Human immunodeficiency virus, or HIV, is the virus that causes acquired immune deficiency syndrome (AIDS). The virus weakens a person's ability to fight infections and cancer.
According to the Center for Disease Control and Prevention, in the U.S. the estimated number of people with HIV/AIDS is about 1,185,000 with approximately 25% of them unaware of their infection. A person gets HIV when an infected person's body fluids (blood, semen, fluids from the vagina or breast milk) enter his or her bloodstream. The virus can enter the blood through linings in the mouth, anus, vagina, penis or through broken skin.
Both men and women can spread HIV. A person with HIV can feel okay and still give the virus to others. Pregnant women with HIV also can give the virus to their babies.
Anyone can get HIV if they engage in certain activities. You may have a higher risk of getting HIV if you:
Have unprotected sex. This means vaginal or anal intercourse without a condom or oral sex without a latex barrier with a person infected with HIV.
Share needles to inject drugs or steroids with an infected person. The disease can also be transmitted by dirty needles used to make a tattoo or in body piercing.
The only way to know if you have HIV is to take an HIV test. Most tests looks for signs of HIV in your blood. A small sample of blood is taken from your arm. The blood is sent to a lab and tested for HIV.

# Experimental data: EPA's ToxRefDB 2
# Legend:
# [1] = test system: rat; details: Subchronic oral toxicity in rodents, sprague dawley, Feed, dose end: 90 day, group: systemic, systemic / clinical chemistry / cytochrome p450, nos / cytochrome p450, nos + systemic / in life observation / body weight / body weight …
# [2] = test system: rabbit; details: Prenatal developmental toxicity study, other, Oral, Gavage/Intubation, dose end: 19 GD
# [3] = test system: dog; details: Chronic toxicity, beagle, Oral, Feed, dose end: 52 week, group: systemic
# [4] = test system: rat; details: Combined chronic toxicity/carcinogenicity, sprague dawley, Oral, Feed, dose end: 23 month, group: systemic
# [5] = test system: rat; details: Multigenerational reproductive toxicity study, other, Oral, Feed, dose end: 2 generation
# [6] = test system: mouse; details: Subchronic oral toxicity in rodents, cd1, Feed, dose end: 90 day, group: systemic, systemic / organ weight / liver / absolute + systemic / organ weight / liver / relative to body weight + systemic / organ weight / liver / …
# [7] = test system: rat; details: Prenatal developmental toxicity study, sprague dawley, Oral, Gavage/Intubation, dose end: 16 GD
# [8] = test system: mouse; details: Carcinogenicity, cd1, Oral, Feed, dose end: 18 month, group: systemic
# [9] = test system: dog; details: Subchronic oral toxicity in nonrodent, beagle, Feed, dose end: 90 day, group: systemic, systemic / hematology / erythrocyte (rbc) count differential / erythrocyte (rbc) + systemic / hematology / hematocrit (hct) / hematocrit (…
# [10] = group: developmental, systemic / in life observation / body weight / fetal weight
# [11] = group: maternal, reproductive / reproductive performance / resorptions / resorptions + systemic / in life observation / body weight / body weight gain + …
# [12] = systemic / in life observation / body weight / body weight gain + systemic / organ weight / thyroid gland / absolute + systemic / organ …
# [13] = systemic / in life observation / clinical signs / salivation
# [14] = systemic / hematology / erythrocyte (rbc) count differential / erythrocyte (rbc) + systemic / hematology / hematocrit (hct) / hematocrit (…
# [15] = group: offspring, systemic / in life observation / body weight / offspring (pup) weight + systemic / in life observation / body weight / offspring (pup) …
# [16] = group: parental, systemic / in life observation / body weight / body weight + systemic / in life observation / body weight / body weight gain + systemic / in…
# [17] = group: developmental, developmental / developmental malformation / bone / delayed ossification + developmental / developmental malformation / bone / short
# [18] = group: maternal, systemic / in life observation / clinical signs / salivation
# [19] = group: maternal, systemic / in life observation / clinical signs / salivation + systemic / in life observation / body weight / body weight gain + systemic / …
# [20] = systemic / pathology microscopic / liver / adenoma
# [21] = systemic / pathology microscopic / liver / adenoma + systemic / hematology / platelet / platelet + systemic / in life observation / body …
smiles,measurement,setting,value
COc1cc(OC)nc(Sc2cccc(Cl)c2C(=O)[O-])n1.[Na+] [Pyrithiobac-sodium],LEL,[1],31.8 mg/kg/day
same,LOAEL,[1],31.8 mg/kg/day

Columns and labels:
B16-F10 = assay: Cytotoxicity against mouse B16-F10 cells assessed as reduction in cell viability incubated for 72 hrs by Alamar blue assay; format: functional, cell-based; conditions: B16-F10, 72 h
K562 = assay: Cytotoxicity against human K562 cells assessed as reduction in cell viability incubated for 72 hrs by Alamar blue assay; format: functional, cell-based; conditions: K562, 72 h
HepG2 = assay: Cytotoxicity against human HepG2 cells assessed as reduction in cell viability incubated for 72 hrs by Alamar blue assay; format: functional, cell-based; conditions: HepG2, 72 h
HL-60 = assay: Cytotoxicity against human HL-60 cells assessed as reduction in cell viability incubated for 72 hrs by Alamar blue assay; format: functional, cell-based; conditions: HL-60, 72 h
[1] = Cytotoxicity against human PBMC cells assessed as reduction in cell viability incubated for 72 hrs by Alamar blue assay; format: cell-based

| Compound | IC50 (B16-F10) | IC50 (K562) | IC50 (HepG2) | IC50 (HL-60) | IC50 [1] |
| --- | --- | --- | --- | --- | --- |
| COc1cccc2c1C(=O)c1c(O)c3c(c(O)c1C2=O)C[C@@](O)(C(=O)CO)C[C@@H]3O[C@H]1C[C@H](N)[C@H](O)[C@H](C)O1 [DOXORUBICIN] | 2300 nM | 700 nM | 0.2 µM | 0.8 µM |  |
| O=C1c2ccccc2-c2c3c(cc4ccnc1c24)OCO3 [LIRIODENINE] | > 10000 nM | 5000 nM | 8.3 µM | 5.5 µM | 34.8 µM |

It is recommended that people who engage in risky behaviors such as unprotected sex or needle-sharing and all pregnant women be tested for HIV infection.
Some people get flu-like symptoms: Fever, Night sweats, Feeling tired all the time, Feeling sick all the time, Losing weight, Swollen glands. More Symptoms
You have an increased risk of becoming infected with HIV through sexual contact if you:
Have unprotected sex (do not use condoms from start to finish).
Have multiple sex partners.
Are a man who has sex with other men.
Have high-risk partner(s) (partner has multiple sex partners, is a man who has sex with other men, or injects drugs).
Have or have recently had a sexually transmitted disease, such as syphilis, chlamydia, gonorrhea, herpes, or hepatitis.
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